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Columbia Pictures' The Case Against Brooklyn (1958) belongs to a brood of crime films sired by the historic "Kefauver Hearings," aka The Senate Special Subcommittee to Investigate Crime in Interstate Commerce. Headed by Democratic Kentucky senator C. Estes Kefauver, this government road show and protypal media circus traveled the breadth of the United States in 1950 and 1951, subpoenaed a conga line of criminal capos and their hyperhidrotic hirelings (who duly showed up like so many Survivor contestants to testify or plead the Fifth) and televised its sessions in a bid to expose "syndicate" crime in America. The hearings beget feature films from the sublime (Elia Kazan's On the Waterfront ) to the ridiculous (Fred F. Sears' Chicago Syndicate ). Adapting the True magazine story I Broke the Brooklyn Graft Scandal by Ed Reid (later the coauthor of The Green Felt Jungle, an early expose of Las Vegas crime and corruption), The Case Against Brooklyn distinguishes itself from other mafia-minded movies of this period by focusing not on gangsters but corrupt policemen.
Darren McGavin stars as a rookie cop and Korean War veteran who volunteers to go "on the pad" to smash a ring of bookmakers who have the NYPD in its back pocket. A "man inside" drama in the long-lived crime film tradition of Raoul Walsh's White Heat (1949) and Martin Scorsese's The Departed (2006), The Case Against Brooklyn also avails itself of a verisimilitous narration la The Naked City (1948) and some plot points cadged from Fritz Lang's The Big Heat (1953).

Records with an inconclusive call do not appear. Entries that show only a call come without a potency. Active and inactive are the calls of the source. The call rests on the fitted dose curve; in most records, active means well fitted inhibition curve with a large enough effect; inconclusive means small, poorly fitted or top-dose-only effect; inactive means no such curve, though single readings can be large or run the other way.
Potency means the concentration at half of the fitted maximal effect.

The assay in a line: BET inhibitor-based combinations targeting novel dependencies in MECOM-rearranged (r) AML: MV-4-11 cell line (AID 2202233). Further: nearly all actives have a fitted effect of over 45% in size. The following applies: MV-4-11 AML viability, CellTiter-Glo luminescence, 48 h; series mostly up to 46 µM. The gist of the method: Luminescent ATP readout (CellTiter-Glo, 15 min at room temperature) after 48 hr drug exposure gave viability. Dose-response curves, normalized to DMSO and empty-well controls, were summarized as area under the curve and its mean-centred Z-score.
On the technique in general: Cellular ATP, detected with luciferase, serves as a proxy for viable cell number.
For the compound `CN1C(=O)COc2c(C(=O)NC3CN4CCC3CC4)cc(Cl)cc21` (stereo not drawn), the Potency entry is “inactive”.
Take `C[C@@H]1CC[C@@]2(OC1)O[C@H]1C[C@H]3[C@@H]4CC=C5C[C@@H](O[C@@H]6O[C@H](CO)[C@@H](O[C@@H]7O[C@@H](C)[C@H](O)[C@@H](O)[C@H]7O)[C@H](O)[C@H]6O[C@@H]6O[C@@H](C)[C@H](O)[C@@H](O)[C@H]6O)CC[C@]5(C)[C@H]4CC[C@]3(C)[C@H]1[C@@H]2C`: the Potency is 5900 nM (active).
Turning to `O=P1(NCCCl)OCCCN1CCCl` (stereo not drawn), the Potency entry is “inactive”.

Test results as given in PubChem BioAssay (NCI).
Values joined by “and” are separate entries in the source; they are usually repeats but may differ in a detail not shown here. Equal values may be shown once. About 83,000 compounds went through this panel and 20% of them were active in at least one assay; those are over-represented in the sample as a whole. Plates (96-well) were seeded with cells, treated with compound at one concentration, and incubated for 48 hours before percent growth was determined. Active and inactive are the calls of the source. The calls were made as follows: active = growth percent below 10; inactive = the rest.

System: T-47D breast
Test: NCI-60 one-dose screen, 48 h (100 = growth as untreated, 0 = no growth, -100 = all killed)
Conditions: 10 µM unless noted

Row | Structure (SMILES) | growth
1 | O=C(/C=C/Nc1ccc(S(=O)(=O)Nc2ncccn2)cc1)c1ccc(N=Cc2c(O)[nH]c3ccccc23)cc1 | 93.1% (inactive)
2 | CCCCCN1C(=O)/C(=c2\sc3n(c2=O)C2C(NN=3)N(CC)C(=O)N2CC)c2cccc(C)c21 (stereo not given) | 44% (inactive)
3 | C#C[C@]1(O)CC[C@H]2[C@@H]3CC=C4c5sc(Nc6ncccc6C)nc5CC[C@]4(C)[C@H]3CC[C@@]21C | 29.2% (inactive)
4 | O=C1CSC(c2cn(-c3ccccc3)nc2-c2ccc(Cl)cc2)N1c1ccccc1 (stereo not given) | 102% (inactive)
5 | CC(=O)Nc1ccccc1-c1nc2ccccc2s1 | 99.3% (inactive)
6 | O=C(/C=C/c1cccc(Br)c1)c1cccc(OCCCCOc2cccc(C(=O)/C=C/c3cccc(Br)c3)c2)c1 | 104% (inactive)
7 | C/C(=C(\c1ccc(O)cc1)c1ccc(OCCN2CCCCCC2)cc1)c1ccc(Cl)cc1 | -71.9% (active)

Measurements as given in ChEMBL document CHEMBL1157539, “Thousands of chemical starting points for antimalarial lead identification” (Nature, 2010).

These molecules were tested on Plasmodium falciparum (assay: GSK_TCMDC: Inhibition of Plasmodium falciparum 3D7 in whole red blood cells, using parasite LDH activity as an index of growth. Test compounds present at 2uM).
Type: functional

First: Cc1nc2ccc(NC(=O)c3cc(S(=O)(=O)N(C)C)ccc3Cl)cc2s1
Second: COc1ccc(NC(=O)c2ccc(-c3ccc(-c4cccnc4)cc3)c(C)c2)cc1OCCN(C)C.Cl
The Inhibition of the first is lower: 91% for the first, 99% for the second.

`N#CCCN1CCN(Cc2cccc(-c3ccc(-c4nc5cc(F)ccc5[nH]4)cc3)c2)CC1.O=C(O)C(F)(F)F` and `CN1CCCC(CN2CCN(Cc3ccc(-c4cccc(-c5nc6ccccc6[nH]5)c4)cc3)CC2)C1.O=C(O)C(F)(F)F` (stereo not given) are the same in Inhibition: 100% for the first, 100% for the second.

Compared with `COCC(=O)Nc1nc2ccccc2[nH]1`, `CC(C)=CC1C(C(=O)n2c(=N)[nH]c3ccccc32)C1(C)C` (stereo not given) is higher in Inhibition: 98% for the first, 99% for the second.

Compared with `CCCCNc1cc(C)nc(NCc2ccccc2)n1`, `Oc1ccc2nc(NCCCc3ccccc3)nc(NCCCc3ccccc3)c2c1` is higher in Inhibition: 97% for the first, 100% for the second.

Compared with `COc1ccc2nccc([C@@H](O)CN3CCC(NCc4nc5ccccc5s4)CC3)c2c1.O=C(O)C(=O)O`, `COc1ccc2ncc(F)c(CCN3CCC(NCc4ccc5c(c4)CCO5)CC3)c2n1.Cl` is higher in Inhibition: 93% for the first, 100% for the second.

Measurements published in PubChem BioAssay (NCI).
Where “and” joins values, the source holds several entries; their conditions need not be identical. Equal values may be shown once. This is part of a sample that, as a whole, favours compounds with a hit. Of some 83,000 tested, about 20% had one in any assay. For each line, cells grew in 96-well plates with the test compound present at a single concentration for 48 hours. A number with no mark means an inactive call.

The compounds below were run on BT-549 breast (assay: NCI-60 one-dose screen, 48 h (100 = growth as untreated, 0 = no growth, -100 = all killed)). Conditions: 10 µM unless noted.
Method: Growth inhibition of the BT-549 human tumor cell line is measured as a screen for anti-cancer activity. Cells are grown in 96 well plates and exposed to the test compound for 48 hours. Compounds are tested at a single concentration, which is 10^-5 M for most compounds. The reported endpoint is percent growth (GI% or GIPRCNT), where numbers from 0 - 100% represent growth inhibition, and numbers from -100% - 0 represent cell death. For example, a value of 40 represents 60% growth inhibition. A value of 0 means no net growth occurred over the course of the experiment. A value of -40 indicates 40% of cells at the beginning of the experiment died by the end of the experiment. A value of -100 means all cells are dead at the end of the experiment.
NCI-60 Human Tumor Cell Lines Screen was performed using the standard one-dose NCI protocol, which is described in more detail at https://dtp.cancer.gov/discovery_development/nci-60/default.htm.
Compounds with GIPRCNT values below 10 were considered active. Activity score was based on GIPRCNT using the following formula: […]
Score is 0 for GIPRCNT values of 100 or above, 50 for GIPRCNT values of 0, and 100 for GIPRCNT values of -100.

While clearly a product of its time, The Case Against Brooklyn was an atypical project for Morningside Productions, founded by Charles H. Schneer and his producing partner, stop motion pioneer Ray Harryhausen. Beginning with It Came from Beneath the Sea (1955), Schneer and Harryhausen specialized in outsized monsters and invading ETs flattening balsawood cities before they moved on to the mythical charms of The 7th Voyage of Sinbad (1958) and Jason and the Argonauts (1963). Because Harryhausen's animation took so long to execute, Schneer squeezed in side projects. Directed by Paul Wendkos in follow-up to his noirish The Burglar (1957), The Case Against Brooklyn had been scripted by blacklisted Hollywood writer Bernard Gordon, under the pseudonym "Raymond T. Marcus." Subpoenaed by the House Un-American Activities Committee but never called to testify, Gordon had been named as a Communist sympathizer by writer-producer William Alland and was subsequently blacklisted. After working briefly outside of Hollywood as a plastics salesman, Gordon accepted Schneer's invitation to bang out scripts for Morningside under an alias. He later quit the country for Europe, where he scripted such overseas projects as 55 Days at Peking (1963) and Battle of the Bulge (1965). Proper credit for Gordon's pseudonymous work was restored in 1997. Two years later, he criticized The Academy of Motion Picture Arts and Sciences for awarding an honorary Oscar® to Elia Kazan, a friendly HUAC witness. Gordon authored two memoirs about his experiences as a blacklisted Hollywood writer prior to his death in May 2007.